Living on floating islands anchored to the seabed about two kilometers from the coast. It seems science fiction but it is one of the many solutions that the UN is studying for coastal areas threatened by overpopulation and the climate crisis. The so-called floating cities have two notable advantages over their terrestrial neighbors: there are no expensive lands to pay and, when the sea level rises, it will be enough to extend more chain than anchor them to the bottom.
The project that more closely follows the UN is called Oceanix and began as an idea of Marc Collins Chen, a former French Polynesian tourism minister who knows the problem closely. In the Pacific Islands, sea level is rising much faster than in the rest of the planet: since 2016, five islands have disappeared completely.
Collins Chen thinks of adding neighborhoods to existing cities and not moving 200 nautical miles away in search of international waters. Its objective is to help the communities that need it. The model city of Oceanix, inhabited by about 10,000 people and up to two kilometers from the coast to avoid tsunamis, will consist of a set of hexagonal platforms of two hectares (about three soccer fields) and space for 300 people each. What will link each hexagonal module to the bottom will not be a traditional anchor but biorock, a much more resistant material that mimics the reefs and could, therefore, generate new marine life.
"We started talking to UN Habitat (the United Nations Human Settlements Program) in November last year on how to find accommodation for the 2.5 billion people who will come to live in the cities by 2050, when there will be no enough houses, water, energy or food, "Chen Collins explained during a Skype interview with THE RETINA COUNTRY. "We are not saying that floating infrastructures are the solution for all the problems of coastal cities but it is one of them and, of course, much better than throwing sand on the sea to continue building, something that destroys the essential vegetation to resist the erosion of the waves ".
Oceanix's plan is for floating cities to be able to produce their own energy, their own food (hydroponic and aquaponic crops) and their own beverage (passive desalination) generating the least possible impact thanks to a comprehensive recycling system. In the words of Collins Chen, "if in the world's largest cities the ecological footprint (the land and water needed to generate resources and assimilate the waste produced by the population) becomes between five and seven hectares per resident, in Oceanix will be half a hectare. "
In the opinion of Bjarke Ingels, the Danish architect in charge of the project, what will allow Oceanix to reach that degree of ecological efficiency will not be the use of technologies that already exist, but the novelty of the whole system as a whole. "One of the challenges of sustainable urban planning is that cleaner and more efficient technologies always have to compete with systems that, although they are worse, are already installed in the place. A floating city is a unique situation because there are no systems installed, that's why we see it as an opportunity to develop the latest technologies with the best practices. "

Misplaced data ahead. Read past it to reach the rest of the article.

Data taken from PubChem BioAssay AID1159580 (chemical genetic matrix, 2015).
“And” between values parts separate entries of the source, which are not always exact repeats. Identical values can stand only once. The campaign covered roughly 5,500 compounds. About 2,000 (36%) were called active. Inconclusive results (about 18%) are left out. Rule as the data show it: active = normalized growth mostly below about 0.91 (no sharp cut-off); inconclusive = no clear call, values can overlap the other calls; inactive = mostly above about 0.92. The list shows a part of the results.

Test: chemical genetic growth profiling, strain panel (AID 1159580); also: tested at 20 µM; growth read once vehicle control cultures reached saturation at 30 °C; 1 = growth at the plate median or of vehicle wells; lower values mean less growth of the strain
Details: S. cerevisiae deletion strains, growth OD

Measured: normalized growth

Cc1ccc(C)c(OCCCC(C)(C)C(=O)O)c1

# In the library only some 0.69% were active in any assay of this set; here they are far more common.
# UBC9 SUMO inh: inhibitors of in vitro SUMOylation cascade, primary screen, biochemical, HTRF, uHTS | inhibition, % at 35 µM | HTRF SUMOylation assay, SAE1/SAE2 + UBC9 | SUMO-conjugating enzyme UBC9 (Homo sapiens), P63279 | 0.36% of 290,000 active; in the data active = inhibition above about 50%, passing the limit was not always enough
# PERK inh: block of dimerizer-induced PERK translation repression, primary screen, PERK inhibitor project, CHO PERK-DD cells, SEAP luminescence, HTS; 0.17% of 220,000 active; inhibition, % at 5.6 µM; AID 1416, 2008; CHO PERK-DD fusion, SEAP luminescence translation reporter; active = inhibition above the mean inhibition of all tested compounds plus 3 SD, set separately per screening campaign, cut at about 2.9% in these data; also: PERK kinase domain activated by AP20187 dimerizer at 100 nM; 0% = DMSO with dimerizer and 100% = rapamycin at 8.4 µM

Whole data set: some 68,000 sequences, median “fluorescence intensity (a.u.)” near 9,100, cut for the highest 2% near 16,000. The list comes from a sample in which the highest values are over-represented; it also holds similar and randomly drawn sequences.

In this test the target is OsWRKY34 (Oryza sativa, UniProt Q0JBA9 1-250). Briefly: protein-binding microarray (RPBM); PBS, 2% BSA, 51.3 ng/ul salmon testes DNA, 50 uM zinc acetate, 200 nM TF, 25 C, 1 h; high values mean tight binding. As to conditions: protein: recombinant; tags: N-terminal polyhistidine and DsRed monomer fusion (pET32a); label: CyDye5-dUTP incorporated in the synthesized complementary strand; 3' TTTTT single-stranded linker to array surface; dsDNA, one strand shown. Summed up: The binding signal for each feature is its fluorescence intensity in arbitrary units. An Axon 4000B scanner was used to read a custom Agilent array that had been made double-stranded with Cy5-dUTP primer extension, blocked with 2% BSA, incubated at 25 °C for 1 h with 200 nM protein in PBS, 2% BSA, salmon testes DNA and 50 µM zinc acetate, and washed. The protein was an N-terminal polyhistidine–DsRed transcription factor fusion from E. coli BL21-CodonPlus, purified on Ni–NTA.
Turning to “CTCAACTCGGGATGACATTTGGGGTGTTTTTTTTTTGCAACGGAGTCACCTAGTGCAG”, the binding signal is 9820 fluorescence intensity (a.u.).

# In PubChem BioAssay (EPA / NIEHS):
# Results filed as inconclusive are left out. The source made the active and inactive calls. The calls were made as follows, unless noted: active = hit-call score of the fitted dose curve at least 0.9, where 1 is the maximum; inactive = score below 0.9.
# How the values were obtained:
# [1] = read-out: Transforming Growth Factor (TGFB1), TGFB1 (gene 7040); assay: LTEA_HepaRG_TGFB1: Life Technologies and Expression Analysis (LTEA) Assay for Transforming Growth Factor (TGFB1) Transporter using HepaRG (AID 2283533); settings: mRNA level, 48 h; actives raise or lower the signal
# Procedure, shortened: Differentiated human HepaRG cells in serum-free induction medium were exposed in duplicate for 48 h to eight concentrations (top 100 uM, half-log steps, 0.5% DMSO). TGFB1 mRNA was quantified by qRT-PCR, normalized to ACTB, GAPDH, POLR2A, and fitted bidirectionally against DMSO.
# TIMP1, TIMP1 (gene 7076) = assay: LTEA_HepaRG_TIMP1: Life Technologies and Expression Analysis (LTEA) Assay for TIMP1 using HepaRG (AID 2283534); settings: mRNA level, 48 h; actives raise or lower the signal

Solved the problems of basic survival, the next question is who freely chooses to live in a floating city. However stable it is, nothing like the mainland. And the idea of needing a boat to travel to the office (for those who can't work from the island) can bother many, even if those boats are powered by solar energy.
The price could be one of the keys. According to Ingels, build the modules in series and use renewable and lightweight materials such as bamboo and other woods It will reduce costs to make the city affordable for all social classes. As Ingels says, "not having to buy the land is a wonderful opportunity to solve some of the factors that make certain types of projects in traditional cities prohibitive."
According to Jacob Kalmakoff of UN Habitat, the intention to launch it at an affordable price was key in the interest of the agency: "It is not something that UN Habitat can verify, but that the project has included affordability as an essential component of its proposal made that we were interested, as we are interested in many other possible solutions. " In addition to inviting them to a conference on the future of cities, UN Habitat has an agreement with Oceanix to provide technical assistance. The agency specializes in advising governments that plan to expand their cities and public transport in the most efficient and ecological way possible.
But perhaps the best selling point for moving to the floating islands of Oceanix is the beauty of the place designed by the Ingels studio. As the Danish architect says, "sustainable cities and buildings have to be more enjoyable than their alternatives if they want to succeed, sustainability cannot mean giving up part of your quality of life because that is not attractive to anyone."
The dream of Oceanix promoters, who hope to have the first inhabited prototype within two years, goes beyond their island borders. Not because they believe that all mankind must move to a floating city but by the example they hope to set. For the islands in the process of sinking, of course, but also for cities around the world, as a model of things that can already be done. "No city has yet integrated all these things of desalination, power generation and waste treatment," explains Collins Chen. "Our intention is to use what we learn in the sea to live on earth, similar to what happened with the moon, if today we are talking on Skype it is partly due to everything that was invested for space travel".
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